Elle Fanning’s awkward character perks up when she sings in “Teen Spirit.” (Bleeker Street)

Elle Fanning’s awkward character perks up when she sings in “Teen Spirit.” (Bleeker Street)

Moody ‘Teen Spirit’ smells like a darkish character study

Elle Fanning plays a sullen teen who pursues her dream of winning a TV singing competition.

Although its title promises an exercise in upbeat moviegoing, “Teen Spirit” delivers nothing of the kind. This movie is about as perky as waterlogged pom-poms.

Good news, though: This is a feature, not a bug. Just as in the classic Nirvana song that also played with the phrase, this twist on teen spirit has its own darkish energy.

The title refers to a fictional British talent show, a variation on “American Idol” or “The Voice,” in which a talented teen will be catapulted to stardom

The teen we care about is Violet (Elle Fanning), a Polish-born 17-year-old living with her bitter single mom (Agnieszka Grochowska) on the Isle of Wight, off the English coast. At the very moment talent scouts descend on the island, Violet meets a retired opera singer (Zlatko Buric), who makes an excellent vocal coach.

As Violet forges ahead with the competition, you will probably notice that the story elements here are awfully familiar: absent father, mean-girl classmates, lots of dancing alone to records in a teenager’s room. Violet doesn’t have a romantic interest, but there’s a boy in her class who seems to be applying for the gig.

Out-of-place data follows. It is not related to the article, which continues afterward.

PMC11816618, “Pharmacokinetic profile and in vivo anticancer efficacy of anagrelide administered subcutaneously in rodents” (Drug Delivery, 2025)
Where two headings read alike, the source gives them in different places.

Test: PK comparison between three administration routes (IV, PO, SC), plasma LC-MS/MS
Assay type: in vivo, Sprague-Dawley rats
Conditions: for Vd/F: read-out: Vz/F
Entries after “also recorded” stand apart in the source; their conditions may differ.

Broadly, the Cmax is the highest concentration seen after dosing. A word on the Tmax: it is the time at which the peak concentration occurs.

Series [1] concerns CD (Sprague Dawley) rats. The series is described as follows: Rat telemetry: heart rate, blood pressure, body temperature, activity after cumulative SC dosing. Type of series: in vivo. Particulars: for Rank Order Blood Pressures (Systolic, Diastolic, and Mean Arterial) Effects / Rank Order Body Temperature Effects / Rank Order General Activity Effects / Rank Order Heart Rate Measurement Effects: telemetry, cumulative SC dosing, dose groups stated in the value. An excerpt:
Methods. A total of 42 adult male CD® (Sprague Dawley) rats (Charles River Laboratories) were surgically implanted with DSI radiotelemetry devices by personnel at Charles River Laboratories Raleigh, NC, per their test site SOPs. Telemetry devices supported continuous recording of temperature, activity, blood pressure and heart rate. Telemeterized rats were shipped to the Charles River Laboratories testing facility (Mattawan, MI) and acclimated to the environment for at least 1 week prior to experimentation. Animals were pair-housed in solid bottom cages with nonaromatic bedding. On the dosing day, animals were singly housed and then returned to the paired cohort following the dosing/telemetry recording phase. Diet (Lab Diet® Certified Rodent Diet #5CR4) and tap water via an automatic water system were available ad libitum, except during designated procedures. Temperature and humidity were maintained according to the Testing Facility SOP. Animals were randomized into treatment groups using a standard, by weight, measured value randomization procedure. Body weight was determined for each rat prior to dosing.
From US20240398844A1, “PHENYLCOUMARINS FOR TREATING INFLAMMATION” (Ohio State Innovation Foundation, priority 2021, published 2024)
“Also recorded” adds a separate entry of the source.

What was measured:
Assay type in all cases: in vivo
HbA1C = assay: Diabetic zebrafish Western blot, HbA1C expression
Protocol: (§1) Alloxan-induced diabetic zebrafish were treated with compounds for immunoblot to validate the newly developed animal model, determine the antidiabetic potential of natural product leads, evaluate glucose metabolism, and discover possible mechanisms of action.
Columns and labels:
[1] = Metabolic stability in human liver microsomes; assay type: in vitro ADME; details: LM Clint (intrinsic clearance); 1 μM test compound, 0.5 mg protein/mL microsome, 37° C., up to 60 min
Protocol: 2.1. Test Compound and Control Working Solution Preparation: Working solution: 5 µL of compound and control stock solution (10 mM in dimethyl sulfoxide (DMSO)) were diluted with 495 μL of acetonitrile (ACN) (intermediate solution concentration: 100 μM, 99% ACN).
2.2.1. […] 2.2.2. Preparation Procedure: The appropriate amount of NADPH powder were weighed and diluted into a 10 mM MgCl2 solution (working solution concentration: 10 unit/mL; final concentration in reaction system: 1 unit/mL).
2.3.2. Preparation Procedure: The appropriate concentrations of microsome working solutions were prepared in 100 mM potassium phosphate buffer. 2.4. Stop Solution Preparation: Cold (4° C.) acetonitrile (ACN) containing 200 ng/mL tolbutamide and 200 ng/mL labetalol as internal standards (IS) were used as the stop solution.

We also have temptation, in the form of a talent agent (Rebecca Hall, impeccable as usual) who offers Violet a fishy bargain.

There shouldn’t be any freshness left in this material, but writer-director Max Minghella (son of the late Oscar-winning “English Patient” filmmaker Anthony Minghella) proves once again it’s not what you tell, but how you tell it. And “Teen Spirit” has a sideways, moody take on its tale.

For one thing, Fanning’s heroine is no peppy world-beater, but a glum kid with motivation issues. The actress did her own singing, and from the sound of it she’s got a distinctive voice with impressive emotional range.

Part of the point, I think, is seeing how Violet changes when she sings — like certain performers in any profession, she’s uncomfortable in her own skin (Fanning slouches from room to room like a condemned prisoner) but lights up when she channels the words and music of others.

Minghella (ably aided by cinematographer Autumn Durald) creates an evocative look: low-lit domestic interiors, neon-flooded nightclubs and TV studios. And Violet’s songs are well-chosen, appropriate anthems for a 17-year-old girl.

In part because of its awkward heroine, “Teen Spirit” doesn’t reach out and cuddle with the audience — unlike some movies that shall remain nameless, but their initials are “A Star Is Born.” If you’re in the right mood, as I obviously was, this small-scaled character study will strike a few sparks.

“Teen Spirit” (3 stars)

Not the perky musical its title suggests, this character study has its own darkish energy. A shy, sullen small-town teenager (Elle Fanning) pursues her dream of winning a TV talent competition in England — not a new story, but director Max Minghella’s moody approach gives the material a distinctive feel, and Fanning’s singing is impressive.

Rating: PG-13, for language, subject matter

Showing: Everett Stadium, Pacific Place

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